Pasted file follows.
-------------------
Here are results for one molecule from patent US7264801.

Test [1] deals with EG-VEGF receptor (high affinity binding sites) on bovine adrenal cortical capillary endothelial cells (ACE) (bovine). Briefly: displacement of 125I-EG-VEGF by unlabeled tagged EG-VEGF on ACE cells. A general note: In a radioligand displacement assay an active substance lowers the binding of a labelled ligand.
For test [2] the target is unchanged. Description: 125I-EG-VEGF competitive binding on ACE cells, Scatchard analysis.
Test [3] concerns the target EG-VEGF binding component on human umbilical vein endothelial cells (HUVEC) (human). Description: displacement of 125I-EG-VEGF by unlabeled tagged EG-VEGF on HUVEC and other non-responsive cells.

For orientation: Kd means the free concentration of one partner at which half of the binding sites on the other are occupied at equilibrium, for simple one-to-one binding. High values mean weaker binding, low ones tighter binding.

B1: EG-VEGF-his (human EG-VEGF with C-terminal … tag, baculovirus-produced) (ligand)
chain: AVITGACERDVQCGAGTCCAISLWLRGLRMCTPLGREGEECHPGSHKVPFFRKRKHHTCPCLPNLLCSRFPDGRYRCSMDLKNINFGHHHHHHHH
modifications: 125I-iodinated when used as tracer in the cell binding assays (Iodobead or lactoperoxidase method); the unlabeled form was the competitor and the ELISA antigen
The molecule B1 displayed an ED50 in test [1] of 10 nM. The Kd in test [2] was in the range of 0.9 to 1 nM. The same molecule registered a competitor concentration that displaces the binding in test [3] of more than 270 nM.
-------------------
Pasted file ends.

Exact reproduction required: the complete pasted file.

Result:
Here are results for one molecule from patent US7264801.

Test [1] deals with EG-VEGF receptor (high affinity binding sites) on bovine adrenal cortical capillary endothelial cells (ACE) (bovine). Briefly: displacement of 125I-EG-VEGF by unlabeled tagged EG-VEGF on ACE cells. A general note: In a radioligand displacement assay an active substance lowers the binding of a labelled ligand.
For test [2] the target is unchanged. Description: 125I-EG-VEGF competitive binding on ACE cells, Scatchard analysis.
Test [3] concerns the target EG-VEGF binding component on human umbilical vein endothelial cells (HUVEC) (human). Description: displacement of 125I-EG-VEGF by unlabeled tagged EG-VEGF on HUVEC and other non-responsive cells.

For orientation: Kd means the free concentration of one partner at which half of the binding sites on the other are occupied at equilibrium, for simple one-to-one binding. High values mean weaker binding, low ones tighter binding.

B1: EG-VEGF-his (human EG-VEGF with C-terminal … tag, baculovirus-produced) (ligand)
chain: AVITGACERDVQCGAGTCCAISLWLRGLRMCTPLGREGEECHPGSHKVPFFRKRKHHTCPCLPNLLCSRFPDGRYRCSMDLKNINFGHHHHHHHH
modifications: 125I-iodinated when used as tracer in the cell binding assays (Iodobead or lactoperoxidase method); the unlabeled form was the competitor and the ELISA antigen
The molecule B1 displayed an ED50 in test [1] of 10 nM. The Kd in test [2] was in the range of 0.9 to 1 nM. The same molecule registered a competitor concentration that displaces the binding in test [3] of more than 270 nM.